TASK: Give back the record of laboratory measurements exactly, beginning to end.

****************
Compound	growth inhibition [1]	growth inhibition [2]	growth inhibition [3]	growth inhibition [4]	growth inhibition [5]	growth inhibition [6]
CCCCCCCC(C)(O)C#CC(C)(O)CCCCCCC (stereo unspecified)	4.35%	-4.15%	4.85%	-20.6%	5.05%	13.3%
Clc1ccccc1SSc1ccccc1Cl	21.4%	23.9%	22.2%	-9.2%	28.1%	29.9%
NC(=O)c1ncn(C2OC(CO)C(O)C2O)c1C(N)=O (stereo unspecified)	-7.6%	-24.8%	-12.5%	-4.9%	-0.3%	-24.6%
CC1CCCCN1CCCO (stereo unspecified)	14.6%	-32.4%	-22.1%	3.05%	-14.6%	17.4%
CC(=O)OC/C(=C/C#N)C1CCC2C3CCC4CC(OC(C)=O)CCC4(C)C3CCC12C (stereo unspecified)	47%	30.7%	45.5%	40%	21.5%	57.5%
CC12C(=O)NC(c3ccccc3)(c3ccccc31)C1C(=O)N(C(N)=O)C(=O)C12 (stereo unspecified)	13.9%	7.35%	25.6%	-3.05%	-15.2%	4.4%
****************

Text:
Compound	growth inhibition [1]	growth inhibition [2]	growth inhibition [3]	growth inhibition [4]	growth inhibition [5]	growth inhibition [6]
CCCCCCCC(C)(O)C#CC(C)(O)CCCCCCC (stereo unspecified)	4.35%	-4.15%	4.85%	-20.6%	5.05%	13.3%
Clc1ccccc1SSc1ccccc1Cl	21.4%	23.9%	22.2%	-9.2%	28.1%	29.9%
NC(=O)c1ncn(C2OC(CO)C(O)C2O)c1C(N)=O (stereo unspecified)	-7.6%	-24.8%	-12.5%	-4.9%	-0.3%	-24.6%
CC1CCCCN1CCCO (stereo unspecified)	14.6%	-32.4%	-22.1%	3.05%	-14.6%	17.4%
CC(=O)OC/C(=C/C#N)C1CCC2C3CCC4CC(OC(C)=O)CCC4(C)C3CCC12C (stereo unspecified)	47%	30.7%	45.5%	40%	21.5%	57.5%
CC12C(=O)NC(c3ccccc3)(c3ccccc31)C1C(=O)N(C(N)=O)C(=O)C12 (stereo unspecified)	13.9%	7.35%	25.6%	-3.05%	-15.2%	4.4%